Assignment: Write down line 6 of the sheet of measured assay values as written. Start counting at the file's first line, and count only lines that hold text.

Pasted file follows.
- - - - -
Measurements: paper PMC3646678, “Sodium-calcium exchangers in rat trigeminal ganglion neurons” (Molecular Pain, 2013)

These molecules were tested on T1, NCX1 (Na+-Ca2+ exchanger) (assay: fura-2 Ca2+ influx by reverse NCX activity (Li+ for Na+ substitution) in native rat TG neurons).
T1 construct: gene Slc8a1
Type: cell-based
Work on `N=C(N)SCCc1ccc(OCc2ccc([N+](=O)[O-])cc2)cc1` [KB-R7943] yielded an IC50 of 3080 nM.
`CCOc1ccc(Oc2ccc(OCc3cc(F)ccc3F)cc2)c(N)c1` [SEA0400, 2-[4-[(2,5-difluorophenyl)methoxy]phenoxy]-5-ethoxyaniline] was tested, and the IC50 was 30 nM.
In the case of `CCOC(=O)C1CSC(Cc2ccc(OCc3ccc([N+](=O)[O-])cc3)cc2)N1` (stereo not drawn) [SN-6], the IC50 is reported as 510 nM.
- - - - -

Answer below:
`CCOc1ccc(Oc2ccc(OCc3cc(F)ccc3F)cc2)c(N)c1` [SEA0400, 2-[4-[(2,5-difluorophenyl)methoxy]phenoxy]-5-ethoxyaniline] was tested, and the IC50 was 30 nM.